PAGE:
Borealis Reaffirms Halt to Belgian PDH Plant
Restart of work on the mega project on the outskirts of the Port of Antwerp will remain in limbo to allow time for investigation and additional social compliance measures, Borealis said. The chemical producer initially halted construction activity on Jul. 27 for what was expected to be three days.
The olefins, polyolefins and fertilizer producer said it had also suspended its agreement with the joint venture of Italy’s IREM and France-based Ponticello Frères, which was awarded the contract for piping and mechanical work in 2021. The project’s engineering contractor is Italy’s Tecnimont.
For facilities such as the Belgian PDH facility, Borealis said the contracts include the usual safeguard clauses that oblige work supervisors to comply with all applicable laws, in particular social legislation.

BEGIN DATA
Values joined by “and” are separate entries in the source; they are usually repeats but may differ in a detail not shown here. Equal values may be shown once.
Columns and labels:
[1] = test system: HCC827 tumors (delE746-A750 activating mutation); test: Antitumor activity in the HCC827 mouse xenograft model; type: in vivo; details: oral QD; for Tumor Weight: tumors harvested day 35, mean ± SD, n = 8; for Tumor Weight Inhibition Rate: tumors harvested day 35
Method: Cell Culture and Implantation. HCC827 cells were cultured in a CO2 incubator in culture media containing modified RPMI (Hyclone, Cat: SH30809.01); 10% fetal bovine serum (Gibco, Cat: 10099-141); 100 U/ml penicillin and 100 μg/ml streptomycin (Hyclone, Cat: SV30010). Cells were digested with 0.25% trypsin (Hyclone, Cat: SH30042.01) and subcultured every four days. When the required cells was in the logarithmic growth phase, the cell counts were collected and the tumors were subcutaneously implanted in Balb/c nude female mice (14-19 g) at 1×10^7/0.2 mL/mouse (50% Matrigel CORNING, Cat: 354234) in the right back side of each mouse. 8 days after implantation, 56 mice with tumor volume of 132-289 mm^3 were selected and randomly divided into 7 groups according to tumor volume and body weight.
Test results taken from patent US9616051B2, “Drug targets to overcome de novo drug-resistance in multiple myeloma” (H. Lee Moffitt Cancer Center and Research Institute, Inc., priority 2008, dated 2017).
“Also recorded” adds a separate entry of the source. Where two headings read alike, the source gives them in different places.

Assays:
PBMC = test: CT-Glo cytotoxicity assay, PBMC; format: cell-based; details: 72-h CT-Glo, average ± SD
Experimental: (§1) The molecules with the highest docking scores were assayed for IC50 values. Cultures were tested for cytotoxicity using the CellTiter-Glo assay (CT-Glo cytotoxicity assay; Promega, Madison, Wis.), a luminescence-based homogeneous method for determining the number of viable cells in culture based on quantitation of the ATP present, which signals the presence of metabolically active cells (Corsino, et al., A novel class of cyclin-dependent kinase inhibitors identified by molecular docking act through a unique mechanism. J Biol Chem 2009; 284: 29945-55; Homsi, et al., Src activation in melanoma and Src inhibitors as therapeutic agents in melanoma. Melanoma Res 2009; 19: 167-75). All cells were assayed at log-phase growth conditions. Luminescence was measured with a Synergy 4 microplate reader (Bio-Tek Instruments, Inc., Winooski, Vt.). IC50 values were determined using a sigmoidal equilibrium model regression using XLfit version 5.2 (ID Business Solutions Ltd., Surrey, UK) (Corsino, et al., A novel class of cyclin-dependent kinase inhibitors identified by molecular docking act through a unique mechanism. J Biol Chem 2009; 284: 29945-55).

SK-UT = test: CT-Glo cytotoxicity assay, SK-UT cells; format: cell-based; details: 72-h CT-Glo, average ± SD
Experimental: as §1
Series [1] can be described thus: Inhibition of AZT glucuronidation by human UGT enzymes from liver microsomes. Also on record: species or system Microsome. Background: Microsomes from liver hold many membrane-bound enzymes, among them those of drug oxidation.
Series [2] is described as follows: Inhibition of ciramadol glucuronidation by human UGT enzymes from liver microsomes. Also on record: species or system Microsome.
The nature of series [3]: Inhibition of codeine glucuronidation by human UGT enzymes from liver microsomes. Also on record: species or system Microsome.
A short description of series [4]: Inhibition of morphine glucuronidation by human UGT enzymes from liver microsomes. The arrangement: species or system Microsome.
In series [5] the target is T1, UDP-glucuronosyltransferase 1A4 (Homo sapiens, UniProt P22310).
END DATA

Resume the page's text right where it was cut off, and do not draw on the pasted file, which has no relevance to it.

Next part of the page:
The group added that the teams actually engaged at the future PDH site initially were not aware of the allegations, but the accusations of “social fraud” became clear later in “particularly alarming” press reports at the end of July.
“In line with our Goal Zero approach, we are currently putting in place additional social controls to identify and address any potential lack of control by contractors as quickly as possible,” Wim De Smet, site manager for Kallo said.
Borealis said it is working closely with local social inspectors and has also engaged an external law firm to analyze the case. According to Belgian reports, some construction workers from the Philippines and Bangladesh were being paid a monthly wage of €650 for a six-day work-week. The workers may have been hired by a temporary employment agency, it was suggested.
In a statement, Ponticelli said it does not employ any of the employees in question nor does it work with the interim recruitment agencies concerned.
Belgian tabloid newspaper Gazet Van Antwerpen said Borealis had been tipped off in May that there might be irregularities at the construction site but delayed action out of concern that the plant’s start-up – originally planned for mid-2022 – could be endangered.
Author: Dede Williams, Freelance Journalist